Harmer’s innings has been every bit as much about what he has not done as what he has. Noting that his colleagues perished by failing to play straight, pushing for the ball or hitting it in the air, he resolved to do none of those things. And while that reduced his scoring opportunities, he pulls and cuts well and is strong off his legs. There may have been moments when the bowlers thought they had the better of him but, with much of the pace having left this surface and the ball appearing to lose its menace after 25 overs or so, he was able to play the ball down so that even when his edge was found, he picked up runs down to third man. There’s nothing pretty about Harmer’s batting. But from an Essex perspective it really is quite beautiful.



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Recent Match Report – Kent vs Sussex Group 3 2021

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Fast bowler confirms bid for full fitness is back on track after fiery opening gambit at Hove

Sussex 51 for 2 trail Kent 145 (Leaning 63; Robinson 3-29, Garton 3-65, Archer 2-29) by 94 runs

When Jofra Archer last played a first-class match at Hove he was not a World Cup winner nor had he played in an Ashes series. The game took place in September 2018 and was memorable for the final first-class centuries of both Jonathan Trott and Ian Bell. Trott’s hundred satisfied the technicians; Bell’s pleased the aesthetes and brings them comfort still. Archer had played 10 IPL games for Rajasthan Royals and was plainly England’s next big thing. But his four late wickets against Warwickshire hardly disturbed the universe and certainly nobody gave a monkey’s what he did with his fish tank apart, one assumes, from the fish. The age of aquaria had not yet dawned.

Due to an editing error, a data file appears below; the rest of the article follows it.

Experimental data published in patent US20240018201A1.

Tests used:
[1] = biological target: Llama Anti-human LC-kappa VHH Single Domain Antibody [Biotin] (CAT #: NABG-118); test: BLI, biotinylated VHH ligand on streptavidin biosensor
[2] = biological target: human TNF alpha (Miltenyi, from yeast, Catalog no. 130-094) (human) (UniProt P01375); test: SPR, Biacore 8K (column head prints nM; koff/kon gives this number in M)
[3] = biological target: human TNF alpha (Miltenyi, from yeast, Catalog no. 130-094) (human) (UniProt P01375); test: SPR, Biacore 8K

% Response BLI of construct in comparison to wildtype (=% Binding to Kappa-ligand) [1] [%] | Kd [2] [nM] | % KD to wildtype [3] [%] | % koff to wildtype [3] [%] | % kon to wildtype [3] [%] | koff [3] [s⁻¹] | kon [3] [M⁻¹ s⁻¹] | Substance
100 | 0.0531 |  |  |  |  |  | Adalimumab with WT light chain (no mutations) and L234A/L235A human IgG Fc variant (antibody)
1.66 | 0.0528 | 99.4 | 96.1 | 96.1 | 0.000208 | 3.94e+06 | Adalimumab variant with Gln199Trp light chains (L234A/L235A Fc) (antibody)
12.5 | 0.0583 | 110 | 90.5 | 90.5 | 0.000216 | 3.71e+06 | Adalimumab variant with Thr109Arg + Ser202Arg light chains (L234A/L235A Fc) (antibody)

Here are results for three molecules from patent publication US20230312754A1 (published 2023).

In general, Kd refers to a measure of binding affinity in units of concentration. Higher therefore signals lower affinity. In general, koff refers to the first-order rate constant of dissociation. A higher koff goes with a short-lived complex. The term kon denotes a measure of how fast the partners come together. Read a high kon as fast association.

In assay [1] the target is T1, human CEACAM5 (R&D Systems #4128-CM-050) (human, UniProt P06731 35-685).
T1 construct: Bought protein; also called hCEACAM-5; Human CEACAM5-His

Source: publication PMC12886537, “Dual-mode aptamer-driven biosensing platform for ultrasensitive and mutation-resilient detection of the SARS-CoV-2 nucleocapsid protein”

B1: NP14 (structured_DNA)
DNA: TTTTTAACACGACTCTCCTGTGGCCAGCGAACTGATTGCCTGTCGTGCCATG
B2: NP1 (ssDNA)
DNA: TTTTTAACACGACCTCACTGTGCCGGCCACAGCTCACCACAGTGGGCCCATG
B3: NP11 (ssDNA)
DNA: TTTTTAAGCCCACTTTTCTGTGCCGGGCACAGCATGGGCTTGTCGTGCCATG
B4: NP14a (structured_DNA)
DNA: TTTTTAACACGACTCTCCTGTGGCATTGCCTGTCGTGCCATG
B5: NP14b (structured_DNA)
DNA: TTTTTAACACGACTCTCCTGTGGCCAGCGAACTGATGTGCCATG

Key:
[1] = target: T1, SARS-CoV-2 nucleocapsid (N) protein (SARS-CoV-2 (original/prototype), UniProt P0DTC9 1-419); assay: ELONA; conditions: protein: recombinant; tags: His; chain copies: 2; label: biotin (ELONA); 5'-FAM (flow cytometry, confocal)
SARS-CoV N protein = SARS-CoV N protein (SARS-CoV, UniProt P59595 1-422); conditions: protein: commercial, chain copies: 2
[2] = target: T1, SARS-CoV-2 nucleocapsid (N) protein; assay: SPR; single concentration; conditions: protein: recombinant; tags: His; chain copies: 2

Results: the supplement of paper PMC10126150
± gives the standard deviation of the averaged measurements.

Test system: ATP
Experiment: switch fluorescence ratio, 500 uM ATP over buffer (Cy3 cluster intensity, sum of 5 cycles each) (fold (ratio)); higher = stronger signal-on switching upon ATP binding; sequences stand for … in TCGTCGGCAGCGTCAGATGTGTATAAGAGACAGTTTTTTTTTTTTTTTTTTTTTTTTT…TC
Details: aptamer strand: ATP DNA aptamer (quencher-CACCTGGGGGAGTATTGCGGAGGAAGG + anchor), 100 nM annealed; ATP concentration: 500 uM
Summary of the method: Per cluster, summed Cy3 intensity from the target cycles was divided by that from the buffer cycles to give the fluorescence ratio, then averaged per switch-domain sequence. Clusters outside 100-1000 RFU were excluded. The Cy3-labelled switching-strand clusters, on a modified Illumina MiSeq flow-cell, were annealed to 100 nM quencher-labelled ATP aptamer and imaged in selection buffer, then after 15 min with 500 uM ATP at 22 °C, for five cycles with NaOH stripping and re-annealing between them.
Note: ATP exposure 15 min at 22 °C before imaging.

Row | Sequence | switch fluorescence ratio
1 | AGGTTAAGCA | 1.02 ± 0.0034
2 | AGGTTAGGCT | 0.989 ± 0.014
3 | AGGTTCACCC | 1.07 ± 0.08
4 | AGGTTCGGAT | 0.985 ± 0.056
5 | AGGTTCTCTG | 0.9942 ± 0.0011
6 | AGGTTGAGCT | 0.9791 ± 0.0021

That era is upon us now, though, and so Archer is perhaps fortunate that he is based in Brighton, where other-worldliness is an asset and where shredding your finger cleaning up after your piscine pets is something that could happen to anyone. Even more than Britain’s metropolises this city is a shrine to the outré and the baroque. Archer is thus an extraordinary cricketer in a city filled with extraordinary people and maybe he enjoys the camouflage, even if such concealment is not always available. The news that he had recovered sufficiently from a right-elbow injury to be named in Sussex’s squad for this game against Kent brought extra photographers and journalists to the County Ground and in the first half an hour of the day we could all see why.